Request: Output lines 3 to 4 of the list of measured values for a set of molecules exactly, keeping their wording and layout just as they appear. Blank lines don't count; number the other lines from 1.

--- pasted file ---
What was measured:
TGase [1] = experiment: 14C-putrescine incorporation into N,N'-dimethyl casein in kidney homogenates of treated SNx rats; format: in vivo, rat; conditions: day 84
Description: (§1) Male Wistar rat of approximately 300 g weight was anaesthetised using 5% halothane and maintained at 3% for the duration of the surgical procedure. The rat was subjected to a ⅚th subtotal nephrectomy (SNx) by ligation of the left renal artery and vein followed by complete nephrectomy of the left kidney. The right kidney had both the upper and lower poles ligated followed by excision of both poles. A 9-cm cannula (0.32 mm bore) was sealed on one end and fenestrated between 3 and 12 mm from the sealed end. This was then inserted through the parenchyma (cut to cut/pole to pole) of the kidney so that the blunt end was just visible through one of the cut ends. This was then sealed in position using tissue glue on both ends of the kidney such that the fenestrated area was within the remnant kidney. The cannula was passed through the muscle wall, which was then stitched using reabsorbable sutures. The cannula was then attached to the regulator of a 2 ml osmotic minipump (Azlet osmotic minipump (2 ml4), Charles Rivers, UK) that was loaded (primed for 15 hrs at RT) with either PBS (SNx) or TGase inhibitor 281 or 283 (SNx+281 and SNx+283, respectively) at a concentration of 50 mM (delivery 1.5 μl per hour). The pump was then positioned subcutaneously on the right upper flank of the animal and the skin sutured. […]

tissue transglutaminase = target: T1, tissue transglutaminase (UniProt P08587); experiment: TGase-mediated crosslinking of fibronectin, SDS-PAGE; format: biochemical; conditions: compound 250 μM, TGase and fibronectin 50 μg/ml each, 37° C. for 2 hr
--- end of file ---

Description: (§1) Male Wistar rat of approximately 300 g weight was anaesthetised using 5% halothane and maintained at 3% for the duration of the surgical procedure. The rat was subjected to a ⅚th subtotal nephrectomy (SNx) by ligation of the left renal artery and vein followed by complete nephrectomy of the left kidney. The right kidney had both the upper and lower poles ligated followed by excision of both poles. A 9-cm cannula (0.32 mm bore) was sealed on one end and fenestrated between 3 and 12 mm from the sealed end. This was then inserted through the parenchyma (cut to cut/pole to pole) of the kidney so that the blunt end was just visible through one of the cut ends. This was then sealed in position using tissue glue on both ends of the kidney such that the fenestrated area was within the remnant kidney. The cannula was passed through the muscle wall, which was then stitched using reabsorbable sutures. The cannula was then attached to the regulator of a 2 ml osmotic minipump (Azlet osmotic minipump (2 ml4), Charles Rivers, UK) that was loaded (primed for 15 hrs at RT) with either PBS (SNx) or TGase inhibitor 281 or 283 (SNx+281 and SNx+283, respectively) at a concentration of 50 mM (delivery 1.5 μl per hour). The pump was then positioned subcutaneously on the right upper flank of the animal and the skin sutured. […]

tissue transglutaminase = target: T1, tissue transglutaminase (UniProt P08587); experiment: TGase-mediated crosslinking of fibronectin, SDS-PAGE; format: biochemical; conditions: compound 250 μM, TGase and fibronectin 50 μg/ml each, 37° C. for 2 hr